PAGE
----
Can the plan sponsor amend his plan to correspond with the HSA/HDHP legislation and still fully insure his plan?

Don Levit

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"Can the plan sponsor amend his plan to correspond with the HSA/HDHP legislation and still fully insure his plan?"

Yes the benefits plan can be amended to offer an HSA/HDHP but that has nothing to do with fully insuring his plan. It is the coverage that is fully insured NOT the benefits plan.

George D. Burns

Cost Reduction Strategies

Burns and Associates, Inc

www.costreductionstrategies.com(under construction)

www.employeebenefitsstrategies.com(under construction)

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I will attempt to answer my own question using ERISA definitions, not some subjective whim or opinion, of what a plan is.

An employee benefit plan is established or maintained by an employer or an employee organization for the purpose of providing benefits to participants and their beneficiaries.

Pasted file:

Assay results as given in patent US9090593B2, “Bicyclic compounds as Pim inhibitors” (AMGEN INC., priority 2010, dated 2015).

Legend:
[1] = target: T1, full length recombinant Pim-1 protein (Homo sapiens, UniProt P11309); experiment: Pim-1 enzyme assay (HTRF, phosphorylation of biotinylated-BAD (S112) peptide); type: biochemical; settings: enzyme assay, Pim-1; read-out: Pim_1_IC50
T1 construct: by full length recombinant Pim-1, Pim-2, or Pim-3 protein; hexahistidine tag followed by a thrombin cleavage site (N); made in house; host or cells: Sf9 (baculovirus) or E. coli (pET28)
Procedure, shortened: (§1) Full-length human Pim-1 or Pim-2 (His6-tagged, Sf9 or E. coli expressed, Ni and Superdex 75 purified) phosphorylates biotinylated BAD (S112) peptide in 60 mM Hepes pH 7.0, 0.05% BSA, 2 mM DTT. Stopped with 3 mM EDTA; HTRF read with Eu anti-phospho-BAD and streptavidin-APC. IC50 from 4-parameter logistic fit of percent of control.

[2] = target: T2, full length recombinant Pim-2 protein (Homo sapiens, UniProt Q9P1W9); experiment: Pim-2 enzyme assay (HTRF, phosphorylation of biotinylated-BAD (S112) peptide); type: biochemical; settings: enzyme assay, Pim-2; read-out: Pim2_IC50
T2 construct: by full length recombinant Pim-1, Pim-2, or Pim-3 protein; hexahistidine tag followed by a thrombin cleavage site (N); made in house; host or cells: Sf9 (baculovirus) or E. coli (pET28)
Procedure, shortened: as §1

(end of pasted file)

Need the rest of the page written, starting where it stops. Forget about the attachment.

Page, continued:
Court decisions have held that an employee benefit plan will be subject to ERISA if one can ascertain the intended benefits, the procedure for obtaining those benefits, the source of funding, and the intended beneficiaries.

I will be happy to provide the cases, if you wish.

Now, please tell me how you can separate the plan and the benefits?

Without the benefits, you have no plan.

Without the plan, you have no benefits.

Now, which came first, the benefits or the plan?

Don Levit

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You have not used "ERISA definitions". Without quoting and/or citing all you have done is give your own interpretation, opinion, whim and fantasy.

There are no cases that you can cite that would support much of anything that you have posted. That you would want to post cases without first covering the governing IRC, Treas Regs, DoL Regs indicates a lack of understanding, which is what I have been trying to point out to you.

The Plan, its supporting documents (the PD and SPD etc), the scope of benefits, the coverage medium (fully insured (PPO, HMO etc) or self insured) and the provider are all separate items with separate principles, procedures, rules and regs.